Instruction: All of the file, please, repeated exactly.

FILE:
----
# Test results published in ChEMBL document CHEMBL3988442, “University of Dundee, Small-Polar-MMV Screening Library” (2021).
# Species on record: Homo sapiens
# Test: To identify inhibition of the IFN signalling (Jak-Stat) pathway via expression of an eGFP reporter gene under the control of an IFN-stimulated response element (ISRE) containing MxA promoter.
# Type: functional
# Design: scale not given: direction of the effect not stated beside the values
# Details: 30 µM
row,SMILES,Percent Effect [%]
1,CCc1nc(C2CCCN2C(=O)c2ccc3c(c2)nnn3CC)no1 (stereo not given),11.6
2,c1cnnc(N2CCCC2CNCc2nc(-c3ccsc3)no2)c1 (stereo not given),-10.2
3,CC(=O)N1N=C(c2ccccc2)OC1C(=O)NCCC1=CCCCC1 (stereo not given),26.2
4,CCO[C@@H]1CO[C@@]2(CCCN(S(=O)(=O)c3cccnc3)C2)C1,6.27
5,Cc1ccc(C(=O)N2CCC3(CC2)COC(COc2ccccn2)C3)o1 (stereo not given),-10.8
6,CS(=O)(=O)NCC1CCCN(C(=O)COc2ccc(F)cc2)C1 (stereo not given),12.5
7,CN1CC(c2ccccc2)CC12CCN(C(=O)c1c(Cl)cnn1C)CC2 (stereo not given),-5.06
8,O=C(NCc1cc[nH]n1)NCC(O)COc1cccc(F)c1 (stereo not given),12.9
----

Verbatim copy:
# Test results published in ChEMBL document CHEMBL3988442, “University of Dundee, Small-Polar-MMV Screening Library” (2021).
# Species on record: Homo sapiens
# Test: To identify inhibition of the IFN signalling (Jak-Stat) pathway via expression of an eGFP reporter gene under the control of an IFN-stimulated response element (ISRE) containing MxA promoter.
# Type: functional
# Design: scale not given: direction of the effect not stated beside the values
# Details: 30 µM
row,SMILES,Percent Effect [%]
1,CCc1nc(C2CCCN2C(=O)c2ccc3c(c2)nnn3CC)no1 (stereo not given),11.6
2,c1cnnc(N2CCCC2CNCc2nc(-c3ccsc3)no2)c1 (stereo not given),-10.2
3,CC(=O)N1N=C(c2ccccc2)OC1C(=O)NCCC1=CCCCC1 (stereo not given),26.2
4,CCO[C@@H]1CO[C@@]2(CCCN(S(=O)(=O)c3cccnc3)C2)C1,6.27
5,Cc1ccc(C(=O)N2CCC3(CC2)COC(COc2ccccn2)C3)o1 (stereo not given),-10.8
6,CS(=O)(=O)NCC1CCCN(C(=O)COc2ccc(F)cc2)C1 (stereo not given),12.5
7,CN1CC(c2ccccc2)CC12CCN(C(=O)c1c(Cl)cnn1C)CC2 (stereo not given),-5.06
8,O=C(NCc1cc[nH]n1)NCC(O)COc1cccc(F)c1 (stereo not given),12.9